Open Access. Powered by Scholars. Published by Universities.®

Operations Research, Systems Engineering and Industrial Engineering Commons

Open Access. Powered by Scholars. Published by Universities.®

Articles 1 - 2 of 2

Full-Text Articles in Operations Research, Systems Engineering and Industrial Engineering

Evaluation Of Time-Varying Availability In Multi-Echelon Inventory System With Combat Damage, Hoong Chuin Lau, Huawei Song Aug 2005

Evaluation Of Time-Varying Availability In Multi-Echelon Inventory System With Combat Damage, Hoong Chuin Lau, Huawei Song

Research Collection School Of Computing and Information Systems

The models for multi-echelon inventory systems in existing literatures predominantly address failures due to reliability in peacetime. In wartime or even peacetime operational scenarios, unexpected combat damage can cause a large number of systems to be heavily damaged, to the extent that they become irreparable. In this paper, we study a multi-echelon spare parts support system under combat damage, discuss the replenishment policy and propose an approximate method to evaluate the time-varying system performance operational availability considering the effect of passivation. Experiments show our model works well and efficiently against simulation.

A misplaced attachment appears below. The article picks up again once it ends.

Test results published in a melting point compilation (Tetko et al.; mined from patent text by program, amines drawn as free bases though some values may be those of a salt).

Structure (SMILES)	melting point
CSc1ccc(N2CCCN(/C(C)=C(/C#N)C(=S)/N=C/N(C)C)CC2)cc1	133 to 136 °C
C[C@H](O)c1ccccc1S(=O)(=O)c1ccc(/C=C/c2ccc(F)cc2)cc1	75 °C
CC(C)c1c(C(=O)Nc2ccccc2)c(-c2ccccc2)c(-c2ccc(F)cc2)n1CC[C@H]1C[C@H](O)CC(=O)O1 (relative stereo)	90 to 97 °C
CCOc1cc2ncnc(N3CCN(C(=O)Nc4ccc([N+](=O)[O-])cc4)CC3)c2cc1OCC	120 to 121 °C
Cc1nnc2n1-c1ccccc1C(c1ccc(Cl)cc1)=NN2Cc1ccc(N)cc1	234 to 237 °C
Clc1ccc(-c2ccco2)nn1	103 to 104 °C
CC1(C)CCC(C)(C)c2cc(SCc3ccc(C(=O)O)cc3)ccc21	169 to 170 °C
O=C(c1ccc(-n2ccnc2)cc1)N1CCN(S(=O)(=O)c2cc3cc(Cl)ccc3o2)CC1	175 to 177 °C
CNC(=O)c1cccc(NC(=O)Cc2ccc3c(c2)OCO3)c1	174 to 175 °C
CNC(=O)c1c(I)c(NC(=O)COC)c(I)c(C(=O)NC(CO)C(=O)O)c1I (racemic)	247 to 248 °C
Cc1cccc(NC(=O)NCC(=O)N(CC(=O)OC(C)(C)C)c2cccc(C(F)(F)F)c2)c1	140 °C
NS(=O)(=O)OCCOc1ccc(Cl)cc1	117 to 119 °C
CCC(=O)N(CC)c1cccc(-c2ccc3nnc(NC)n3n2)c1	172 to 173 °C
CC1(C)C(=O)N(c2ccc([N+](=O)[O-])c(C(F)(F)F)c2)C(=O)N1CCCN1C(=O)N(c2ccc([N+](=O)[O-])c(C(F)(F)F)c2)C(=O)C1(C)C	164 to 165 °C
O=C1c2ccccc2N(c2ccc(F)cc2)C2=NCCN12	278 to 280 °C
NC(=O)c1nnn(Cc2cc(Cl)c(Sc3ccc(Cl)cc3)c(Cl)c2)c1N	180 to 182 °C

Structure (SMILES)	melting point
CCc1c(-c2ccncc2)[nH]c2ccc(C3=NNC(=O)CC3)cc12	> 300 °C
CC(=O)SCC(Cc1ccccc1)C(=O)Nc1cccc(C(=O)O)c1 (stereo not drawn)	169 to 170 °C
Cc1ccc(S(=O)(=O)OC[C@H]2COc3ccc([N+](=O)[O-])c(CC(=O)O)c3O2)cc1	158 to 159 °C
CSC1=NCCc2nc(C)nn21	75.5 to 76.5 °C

On The Validity Of The Geometric Brownian Motion Assumption, Rahul Ratnakar Marathe, Sarah M. Ryan Jan 2005

On The Validity Of The Geometric Brownian Motion Assumption, Rahul Ratnakar Marathe, Sarah M. Ryan

Industrial and Manufacturing Systems Engineering Publications

The geometric Brownian motion (GBM) process is frequently invoked as a model for such diverse quantities as stock prices, natural resource prices and the growth in demand for products or services. We discuss a process for checking whether a given time series follows the GBM process. Methods to remove seasonal variation from such a time series are also analyzed. Of four industries studied, the historical time series for usage of established services meet the criteria for a GBM; however, the data for growth of emergent services do not.